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The random midtrack stones in this trail, near Canazei Italy, left a handful of riders trying to plug punctures in their tires last summer. All photos by Gerow.

This scenario is as common as it is unfortunate: You mount a new tubeless tire and roll out to test it on your favorite track. Maybe you push a little harder than usual through a corner or rock-garden to check the grip. Then you hear it: the ever-dreaded “pang!” of a rock striking acutely against your rim and cutting your tire. You find the hole and realize it is too large for any tire plug to fill. Find a dollar bill or candy wrapper to cover the puncture, tube it, and head on home.

If you’re like me you spend more money than you can actually afford on your bike. People who look at it without knowing you might think you also have diamonds on the soles of your shoes. The truth of the matter is that you paid a good chunk of your weekly salary for that tire, and you can’t afford to buy a new one any time soon. Let’s see if it’s repairable.

I tried to repair this hole trailside with tire plugs, but even after folding the plug in half twice the sealant couldn’t fill it in. I threw my only tube in and rode delicately for the rest of the day.

1. Locate

Once you’re back home, remove the tire and tube, drain any remaining latex, and mark the location of the puncture on the inside and outside of the tire. This will make the hole easier to locate. Place a piece of tape on the outside of the hole as a waypoint for later.

2. Preparation

Clean the inside of the tire where the puncture is with dish soap and water until there is no sealant left near the hole. Depending on your chosen sealant, this may require some hefty elbow grease. Clean about a 5cm (~2in) radius around the hole to give yourself plenty of room to work with. Once you have a nice clean circle around the hole you will want to wipe the surface with rubbing alcohol to remove any leftover soap or oils.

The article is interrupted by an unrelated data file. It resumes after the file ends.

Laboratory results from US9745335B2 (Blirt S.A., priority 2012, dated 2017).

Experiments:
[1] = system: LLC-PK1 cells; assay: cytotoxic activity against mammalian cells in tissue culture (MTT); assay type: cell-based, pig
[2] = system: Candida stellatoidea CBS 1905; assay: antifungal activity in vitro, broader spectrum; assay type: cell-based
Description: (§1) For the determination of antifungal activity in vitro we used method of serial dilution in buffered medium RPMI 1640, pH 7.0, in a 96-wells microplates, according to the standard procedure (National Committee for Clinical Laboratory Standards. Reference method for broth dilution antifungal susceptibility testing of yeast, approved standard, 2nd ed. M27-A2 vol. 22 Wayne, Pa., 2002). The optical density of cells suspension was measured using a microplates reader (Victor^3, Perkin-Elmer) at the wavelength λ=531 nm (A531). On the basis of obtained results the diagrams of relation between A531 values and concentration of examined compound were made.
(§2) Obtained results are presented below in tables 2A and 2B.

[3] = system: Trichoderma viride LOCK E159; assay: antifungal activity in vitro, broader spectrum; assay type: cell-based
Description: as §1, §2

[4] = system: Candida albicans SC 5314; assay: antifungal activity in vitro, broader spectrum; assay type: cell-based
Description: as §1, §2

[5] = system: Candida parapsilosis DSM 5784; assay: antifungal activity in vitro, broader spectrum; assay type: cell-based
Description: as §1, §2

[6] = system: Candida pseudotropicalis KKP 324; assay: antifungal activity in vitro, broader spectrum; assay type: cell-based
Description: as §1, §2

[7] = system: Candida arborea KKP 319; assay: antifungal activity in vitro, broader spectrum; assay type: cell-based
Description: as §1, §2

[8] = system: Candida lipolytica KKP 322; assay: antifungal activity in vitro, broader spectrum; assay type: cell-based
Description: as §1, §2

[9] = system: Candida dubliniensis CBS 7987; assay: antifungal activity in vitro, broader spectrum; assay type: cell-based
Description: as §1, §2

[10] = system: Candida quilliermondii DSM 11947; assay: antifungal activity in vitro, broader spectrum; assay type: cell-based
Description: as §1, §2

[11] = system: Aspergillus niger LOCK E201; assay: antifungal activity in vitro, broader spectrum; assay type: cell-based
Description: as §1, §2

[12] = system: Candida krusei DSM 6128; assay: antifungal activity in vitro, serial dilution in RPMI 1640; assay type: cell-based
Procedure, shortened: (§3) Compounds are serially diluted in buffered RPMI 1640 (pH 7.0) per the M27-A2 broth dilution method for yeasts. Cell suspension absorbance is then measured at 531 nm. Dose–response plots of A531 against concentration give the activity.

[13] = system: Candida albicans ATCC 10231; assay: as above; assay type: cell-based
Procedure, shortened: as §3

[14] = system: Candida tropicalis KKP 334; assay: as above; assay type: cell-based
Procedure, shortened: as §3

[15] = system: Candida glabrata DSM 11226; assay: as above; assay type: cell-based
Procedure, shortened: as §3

3. Sand

Take a piece of fine sandpaper or a ball of steel wool and rough up the cleaned area. Sand the tire until all of the clean surface is dull and marred with abrasions, but not so much that you start making the tire thinner.

4. Patch

This next step is a bit subjective, depending on the size and location of the hole in your tire. If the hole is too large for a tire plug to fill, you have some work to do. Try the following steps.

  • Cover the hole with a large inner tube patch, using ample glue to be sure it stays put.
  • Once the glue has dried you will want to cover the patch with 2-3 layers of Gorilla Tape or some similarly robust tape.
  • Mount the tire and set it up tubeless as you normally would. Pump the tire slightly higher than the pressure you prefer to ride with so that you will be able to see how the hole reacts with weight and impact pressure. If the patch is not bulging out of the hole when you put your weight on the bike, and the hole remains mostly closed, you are ready to ride. Remember that this is a repair to save your tire and some cash, and may not result in the tire performing as well or lasting as long you had hoped.

Alternate steps

Sandpaper, epoxy, and a chunk of old tire.

  • If the hole appears somewhat open on the outside of your tire after patching and remounting the tire you can try adding layers of epoxy to fill it in, which will also help keep things together.
  • If the rubber patch is bulging out of the hole you will need to add another layer of backing inside the tire to relieve the pressure. Remove the tire, take off the tape, and clean the area as before. Next, cut a piece from an old tire that is large enough to cover about 2cm on either side of the patch. I like to cut a piece from the center of the old tire’s tread, as that is the strongest part. After making sure that the initial inner tube patch is still securely glued, and the surface is re-sanded and clean, slather a healthy layer of epoxy on the non-tread side of the chunk of tire and glue it over the area where the hole is. Keep applying pressure to the whole tire chunk until it is fully dried. Most epoxies have minimum temperature requirements and drying times, so be sure to read up. Once the epoxy is secure and dry, re-mount the tire as before.